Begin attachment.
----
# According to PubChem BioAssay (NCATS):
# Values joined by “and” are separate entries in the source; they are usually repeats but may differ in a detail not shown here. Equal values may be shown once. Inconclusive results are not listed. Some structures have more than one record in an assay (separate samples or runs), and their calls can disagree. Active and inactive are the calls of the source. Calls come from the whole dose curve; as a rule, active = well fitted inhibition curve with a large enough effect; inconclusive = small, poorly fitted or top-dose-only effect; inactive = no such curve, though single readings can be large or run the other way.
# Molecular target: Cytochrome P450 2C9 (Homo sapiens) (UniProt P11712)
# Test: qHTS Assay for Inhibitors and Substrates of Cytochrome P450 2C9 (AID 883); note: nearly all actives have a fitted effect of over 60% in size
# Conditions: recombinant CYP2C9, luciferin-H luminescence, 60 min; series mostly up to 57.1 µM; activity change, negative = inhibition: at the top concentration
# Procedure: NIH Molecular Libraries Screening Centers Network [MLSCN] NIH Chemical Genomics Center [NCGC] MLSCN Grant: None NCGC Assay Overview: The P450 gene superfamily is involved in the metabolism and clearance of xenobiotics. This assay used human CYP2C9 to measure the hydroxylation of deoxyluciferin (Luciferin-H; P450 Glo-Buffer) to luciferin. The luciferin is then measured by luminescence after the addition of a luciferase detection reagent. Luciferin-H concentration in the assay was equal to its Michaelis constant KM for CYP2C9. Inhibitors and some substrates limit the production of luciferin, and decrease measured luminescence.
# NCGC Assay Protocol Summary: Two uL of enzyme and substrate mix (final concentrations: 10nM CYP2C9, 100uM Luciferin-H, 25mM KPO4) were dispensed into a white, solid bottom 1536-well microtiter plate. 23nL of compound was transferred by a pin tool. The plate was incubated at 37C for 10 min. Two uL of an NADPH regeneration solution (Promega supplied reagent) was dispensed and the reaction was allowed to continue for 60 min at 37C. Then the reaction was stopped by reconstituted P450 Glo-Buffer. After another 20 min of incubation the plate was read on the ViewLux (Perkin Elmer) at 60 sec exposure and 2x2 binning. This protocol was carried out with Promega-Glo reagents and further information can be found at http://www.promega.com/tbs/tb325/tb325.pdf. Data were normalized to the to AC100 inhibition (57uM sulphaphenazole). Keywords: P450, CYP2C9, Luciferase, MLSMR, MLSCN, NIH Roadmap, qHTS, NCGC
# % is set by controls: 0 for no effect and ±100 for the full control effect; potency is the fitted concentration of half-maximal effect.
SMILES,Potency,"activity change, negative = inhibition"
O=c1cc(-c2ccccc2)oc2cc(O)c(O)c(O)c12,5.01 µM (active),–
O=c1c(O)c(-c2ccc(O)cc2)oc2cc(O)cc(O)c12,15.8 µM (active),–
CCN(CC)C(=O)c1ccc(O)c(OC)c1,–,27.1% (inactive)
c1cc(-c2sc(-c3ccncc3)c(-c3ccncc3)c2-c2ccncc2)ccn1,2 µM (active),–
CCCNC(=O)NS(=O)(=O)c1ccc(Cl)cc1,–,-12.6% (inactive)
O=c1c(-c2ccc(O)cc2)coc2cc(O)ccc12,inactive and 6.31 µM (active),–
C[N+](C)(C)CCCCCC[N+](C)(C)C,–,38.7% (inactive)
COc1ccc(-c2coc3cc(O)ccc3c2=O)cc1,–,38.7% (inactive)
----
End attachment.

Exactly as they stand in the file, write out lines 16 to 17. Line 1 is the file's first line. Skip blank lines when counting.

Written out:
C[N+](C)(C)CCCCCC[N+](C)(C)C,–,38.7% (inactive)
COc1ccc(-c2coc3cc(O)ccc3c2=O)cc1,–,38.7% (inactive)